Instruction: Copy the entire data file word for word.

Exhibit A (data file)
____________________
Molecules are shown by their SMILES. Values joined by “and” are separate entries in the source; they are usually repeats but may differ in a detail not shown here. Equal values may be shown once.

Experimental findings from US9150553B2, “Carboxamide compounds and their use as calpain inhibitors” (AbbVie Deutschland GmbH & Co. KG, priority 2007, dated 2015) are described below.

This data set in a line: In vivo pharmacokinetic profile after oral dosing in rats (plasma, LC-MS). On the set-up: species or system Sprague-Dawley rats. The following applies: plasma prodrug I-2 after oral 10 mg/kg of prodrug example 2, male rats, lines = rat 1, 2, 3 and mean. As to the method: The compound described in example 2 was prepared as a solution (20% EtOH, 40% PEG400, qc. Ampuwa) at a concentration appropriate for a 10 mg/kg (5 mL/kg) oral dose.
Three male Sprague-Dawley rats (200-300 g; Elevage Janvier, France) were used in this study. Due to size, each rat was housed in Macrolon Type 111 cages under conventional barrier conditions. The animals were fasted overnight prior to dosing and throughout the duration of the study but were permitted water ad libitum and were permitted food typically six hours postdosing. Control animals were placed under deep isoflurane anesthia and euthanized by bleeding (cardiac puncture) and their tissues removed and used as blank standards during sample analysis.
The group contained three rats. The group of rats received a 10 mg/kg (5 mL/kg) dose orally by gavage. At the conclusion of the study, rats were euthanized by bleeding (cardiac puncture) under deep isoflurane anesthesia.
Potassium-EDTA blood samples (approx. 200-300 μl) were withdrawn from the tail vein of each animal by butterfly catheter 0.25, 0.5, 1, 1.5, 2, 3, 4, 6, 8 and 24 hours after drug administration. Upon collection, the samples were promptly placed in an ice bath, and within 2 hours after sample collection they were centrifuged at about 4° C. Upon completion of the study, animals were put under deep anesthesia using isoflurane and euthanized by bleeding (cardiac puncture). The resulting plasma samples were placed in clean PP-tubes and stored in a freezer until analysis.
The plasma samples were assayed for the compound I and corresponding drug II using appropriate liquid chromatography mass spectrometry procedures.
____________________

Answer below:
Molecules are shown by their SMILES. Values joined by “and” are separate entries in the source; they are usually repeats but may differ in a detail not shown here. Equal values may be shown once.

Experimental findings from US9150553B2, “Carboxamide compounds and their use as calpain inhibitors” (AbbVie Deutschland GmbH & Co. KG, priority 2007, dated 2015) are described below.

This data set in a line: In vivo pharmacokinetic profile after oral dosing in rats (plasma, LC-MS). On the set-up: species or system Sprague-Dawley rats. The following applies: plasma prodrug I-2 after oral 10 mg/kg of prodrug example 2, male rats, lines = rat 1, 2, 3 and mean. As to the method: The compound described in example 2 was prepared as a solution (20% EtOH, 40% PEG400, qc. Ampuwa) at a concentration appropriate for a 10 mg/kg (5 mL/kg) oral dose.
Three male Sprague-Dawley rats (200-300 g; Elevage Janvier, France) were used in this study. Due to size, each rat was housed in Macrolon Type 111 cages under conventional barrier conditions. The animals were fasted overnight prior to dosing and throughout the duration of the study but were permitted water ad libitum and were permitted food typically six hours postdosing. Control animals were placed under deep isoflurane anesthia and euthanized by bleeding (cardiac puncture) and their tissues removed and used as blank standards during sample analysis.
The group contained three rats. The group of rats received a 10 mg/kg (5 mL/kg) dose orally by gavage. At the conclusion of the study, rats were euthanized by bleeding (cardiac puncture) under deep isoflurane anesthesia.
Potassium-EDTA blood samples (approx. 200-300 μl) were withdrawn from the tail vein of each animal by butterfly catheter 0.25, 0.5, 1, 1.5, 2, 3, 4, 6, 8 and 24 hours after drug administration. Upon collection, the samples were promptly placed in an ice bath, and within 2 hours after sample collection they were centrifuged at about 4° C. Upon completion of the study, animals were put under deep anesthesia using isoflurane and euthanized by bleeding (cardiac puncture). The resulting plasma samples were placed in clean PP-tubes and stored in a freezer until analysis.
The plasma samples were assayed for the compound I and corresponding drug II using appropriate liquid chromatography mass spectrometry procedures.